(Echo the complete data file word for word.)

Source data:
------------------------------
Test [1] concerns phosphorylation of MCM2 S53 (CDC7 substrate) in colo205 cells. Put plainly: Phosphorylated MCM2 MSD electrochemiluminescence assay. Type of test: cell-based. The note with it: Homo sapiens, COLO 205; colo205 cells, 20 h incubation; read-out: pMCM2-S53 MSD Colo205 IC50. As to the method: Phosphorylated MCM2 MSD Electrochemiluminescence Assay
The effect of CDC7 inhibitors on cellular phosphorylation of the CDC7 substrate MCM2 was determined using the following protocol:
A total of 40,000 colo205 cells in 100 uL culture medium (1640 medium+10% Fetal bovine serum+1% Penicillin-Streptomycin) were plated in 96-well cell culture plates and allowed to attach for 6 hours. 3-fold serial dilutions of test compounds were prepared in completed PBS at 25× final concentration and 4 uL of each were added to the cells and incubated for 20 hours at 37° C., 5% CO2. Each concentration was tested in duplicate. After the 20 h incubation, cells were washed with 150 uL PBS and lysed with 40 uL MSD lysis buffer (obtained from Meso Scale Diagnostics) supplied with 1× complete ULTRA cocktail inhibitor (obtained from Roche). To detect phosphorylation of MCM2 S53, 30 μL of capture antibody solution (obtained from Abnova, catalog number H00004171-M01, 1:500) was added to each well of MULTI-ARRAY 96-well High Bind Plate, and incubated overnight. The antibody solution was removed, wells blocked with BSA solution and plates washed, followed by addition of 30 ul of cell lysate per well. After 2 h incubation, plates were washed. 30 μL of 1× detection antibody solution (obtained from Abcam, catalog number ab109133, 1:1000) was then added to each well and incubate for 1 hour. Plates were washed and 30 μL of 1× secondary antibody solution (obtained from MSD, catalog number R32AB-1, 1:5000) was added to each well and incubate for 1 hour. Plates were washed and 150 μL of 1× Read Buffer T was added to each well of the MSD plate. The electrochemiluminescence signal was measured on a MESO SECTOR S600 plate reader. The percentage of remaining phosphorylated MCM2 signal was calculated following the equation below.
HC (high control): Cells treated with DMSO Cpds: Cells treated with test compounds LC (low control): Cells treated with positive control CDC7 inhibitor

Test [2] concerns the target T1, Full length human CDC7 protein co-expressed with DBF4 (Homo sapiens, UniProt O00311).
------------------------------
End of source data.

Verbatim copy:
Test [1] concerns phosphorylation of MCM2 S53 (CDC7 substrate) in colo205 cells. Put plainly: Phosphorylated MCM2 MSD electrochemiluminescence assay. Type of test: cell-based. The note with it: Homo sapiens, COLO 205; colo205 cells, 20 h incubation; read-out: pMCM2-S53 MSD Colo205 IC50. As to the method: Phosphorylated MCM2 MSD Electrochemiluminescence Assay
The effect of CDC7 inhibitors on cellular phosphorylation of the CDC7 substrate MCM2 was determined using the following protocol:
A total of 40,000 colo205 cells in 100 uL culture medium (1640 medium+10% Fetal bovine serum+1% Penicillin-Streptomycin) were plated in 96-well cell culture plates and allowed to attach for 6 hours. 3-fold serial dilutions of test compounds were prepared in completed PBS at 25× final concentration and 4 uL of each were added to the cells and incubated for 20 hours at 37° C., 5% CO2. Each concentration was tested in duplicate. After the 20 h incubation, cells were washed with 150 uL PBS and lysed with 40 uL MSD lysis buffer (obtained from Meso Scale Diagnostics) supplied with 1× complete ULTRA cocktail inhibitor (obtained from Roche). To detect phosphorylation of MCM2 S53, 30 μL of capture antibody solution (obtained from Abnova, catalog number H00004171-M01, 1:500) was added to each well of MULTI-ARRAY 96-well High Bind Plate, and incubated overnight. The antibody solution was removed, wells blocked with BSA solution and plates washed, followed by addition of 30 ul of cell lysate per well. After 2 h incubation, plates were washed. 30 μL of 1× detection antibody solution (obtained from Abcam, catalog number ab109133, 1:1000) was then added to each well and incubate for 1 hour. Plates were washed and 30 μL of 1× secondary antibody solution (obtained from MSD, catalog number R32AB-1, 1:5000) was added to each well and incubate for 1 hour. Plates were washed and 150 μL of 1× Read Buffer T was added to each well of the MSD plate. The electrochemiluminescence signal was measured on a MESO SECTOR S600 plate reader. The percentage of remaining phosphorylated MCM2 signal was calculated following the equation below.
HC (high control): Cells treated with DMSO Cpds: Cells treated with test compounds LC (low control): Cells treated with positive control CDC7 inhibitor

Test [2] concerns the target T1, Full length human CDC7 protein co-expressed with DBF4 (Homo sapiens, UniProt O00311).